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The Great Escape!

This special meditation has been prepared by PRC home missionary, Rev. Aud Spriensma.

The Great Escape!

Meditation on Psalm 124: 6,7,8

Blessed be the LORD, who hath not given us as a prey to their teeth. Our soul is escaped as a bird out of the snare of the fowlers: the snare is broken, and we are escaped. Our help is in the name of the LORD, who made heaven and earth.

The title of this meditation might sound like the escape of a person out of a prison or a soldier escaping from the clutches of the enemy army.  I think of my father’s imprisonment by the German army when they invaded the Netherlands in World War II. He and several of the prisoners were able to escape the prison before they would have been taken away to one the German work (death) camps. The Holy Spirit led David to write this psalm, probably after his son Absalom with many followers pursued him over the Jordan River, and the LORD gave David a great victory over his enemies.

The church in this world is surrounded by enemies. There is first of all our own sinful flesh, which we have to fight against every day. Second, there is the world that is not a friend to grace, but hates and pursues the followers of Jesus. Third, our “adversary the devil, like a roaring lion, walketh about seeking whom he may devour.” Apart from divine support, the church of Christ would quickly fall before its raging enemies. Several examples are given in this psalm. The enemies are like a hungry animal, ready to eat us up like a little morsel of meat. The wicked are like the undertow of Lake Michigan, which would suck the swimmer under and away from shore, or like a tsunami wave that wipes out complete villages. The last example in the psalm is that of a professional trapper in the woods who snares his prey in his net.

What kinds of snares are set before you to catch you unawares? Great are the temptations of our sinful  flesh: sexual lust, greed, pride, worldliness, drunkenness, bitterness, anger, and revenge. There are the snares of the world with flattery, pleasure, attention, or the threat of violence, ridicule, persecution, and death. Satan has a whole legion of demons with him who has had 6000 years of practice at seducing, tempting, and deceiving God’s saints. How can the church stand up to such power? How are you and I able individually to withstand them? The only reason the people of God continue in this world is the almighty power of their God. His strength is all sufficient. What would the people of God have been like if the Lord was not on their side?

Enoch, prophesying against the wickedness in his day, would have been killed if God had not translated him up to heaven. Noah and his family were the lone survivors when God saved him and his family with a flood. Israel would have been left under Pharaoh’s cruel slavery and the death of all their male infants in the time of Moses except for the Lord’s ten plagues against Egypt.. Unless the LORD fought for Israel against the Canaanites, the thick walls of the cities and the giants of the land would not have been conquered. The Midianites swarmed the land of Israel in the time of Gideon, but with the Lord on their side, Gideon with  only 300 Israelites won a decisive battle and routed the enemy. So we can continue to go through the history of the church. Over against the cruelty of the Roman Catholic Church, the Protestants were imprisoned, tortured, and put to death. But nothing was able to stop God’s reformation of His church!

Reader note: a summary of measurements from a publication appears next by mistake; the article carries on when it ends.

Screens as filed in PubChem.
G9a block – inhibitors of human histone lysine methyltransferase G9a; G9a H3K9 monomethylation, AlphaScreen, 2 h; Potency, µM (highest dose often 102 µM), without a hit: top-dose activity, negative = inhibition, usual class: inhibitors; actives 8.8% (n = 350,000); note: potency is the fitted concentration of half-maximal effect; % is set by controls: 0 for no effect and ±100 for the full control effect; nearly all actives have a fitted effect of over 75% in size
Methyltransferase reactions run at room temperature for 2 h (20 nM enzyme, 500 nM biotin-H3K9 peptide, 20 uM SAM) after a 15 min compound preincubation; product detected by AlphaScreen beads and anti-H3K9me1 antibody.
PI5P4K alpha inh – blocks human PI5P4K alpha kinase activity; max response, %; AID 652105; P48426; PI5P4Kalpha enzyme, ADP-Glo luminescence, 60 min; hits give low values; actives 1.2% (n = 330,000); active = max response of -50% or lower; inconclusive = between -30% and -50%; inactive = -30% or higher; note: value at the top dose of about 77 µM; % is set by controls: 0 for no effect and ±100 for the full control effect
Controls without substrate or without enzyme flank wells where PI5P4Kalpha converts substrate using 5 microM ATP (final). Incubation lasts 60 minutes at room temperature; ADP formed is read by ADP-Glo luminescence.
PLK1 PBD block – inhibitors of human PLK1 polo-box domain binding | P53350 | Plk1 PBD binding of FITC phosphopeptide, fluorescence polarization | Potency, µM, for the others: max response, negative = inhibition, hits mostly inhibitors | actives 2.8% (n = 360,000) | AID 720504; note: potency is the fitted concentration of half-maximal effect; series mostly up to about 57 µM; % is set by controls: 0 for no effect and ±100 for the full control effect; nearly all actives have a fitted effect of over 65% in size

The LORD changes not, nor does His compassion fail. He is on our side. We might despair when we see the world that we live in grow increasingly wicked and ferocious, and in the church we see great apostasy, slander, and schism. But our help is in the name of the LORD, who made heaven and earth. His purpose is to save us alive.  We must confess, “If it had not been the LORD who was on our side, now may Israel say; If it had not been the LORD who was on our side, when wicked men rose up against us: Then they had swallowed us up quick.” This is the believers’ confidence.  God is on His throne. If God is for us, who can be against us? Believers can rejoice in the promise of Jesus Christ, “ I will build my church; and the gates of hell shall not prevail against it”. All authority belongs to our Christ. We are more than conquerors through Christ who loved us. All the power of our sinful flesh, the world, and Satan and his host cannot destroy the church because the infinite strength of the Creator defends and helps us. “Our help is in the name of the LORD, who made heaven and earth.” This verse is used in many Reformed churches to open their worship services.

Looking at the unrest today in the world and even in the church, what comfort to say, “Our help in in the name of Jehovah who made heaven and earth.” He is on our side! We are escaped from the hands and plots of our enemies.

Now Israel may say, and that in truth, If that the Lord had not our right maintained, If that the Lord had not with us remained, Wen cruel men against us rose to strive, We surely had been swallowed up alive.”

“Blest be the Lord who made us not their prey; As from the snare a bird escapeth free, Their net is rent and so escaped are we. Our only help is in Jehovah’s name, Who made the earth and all the heavenly frame. Louis Bourgeois, 1551

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Help for the Weary Pilgrim

This special meditation has been prepared by PRC home missionary, Rev. Aud Spriensma.

Help for the Weary Pilgrim

Meditation on Psalm 121: 1,2,8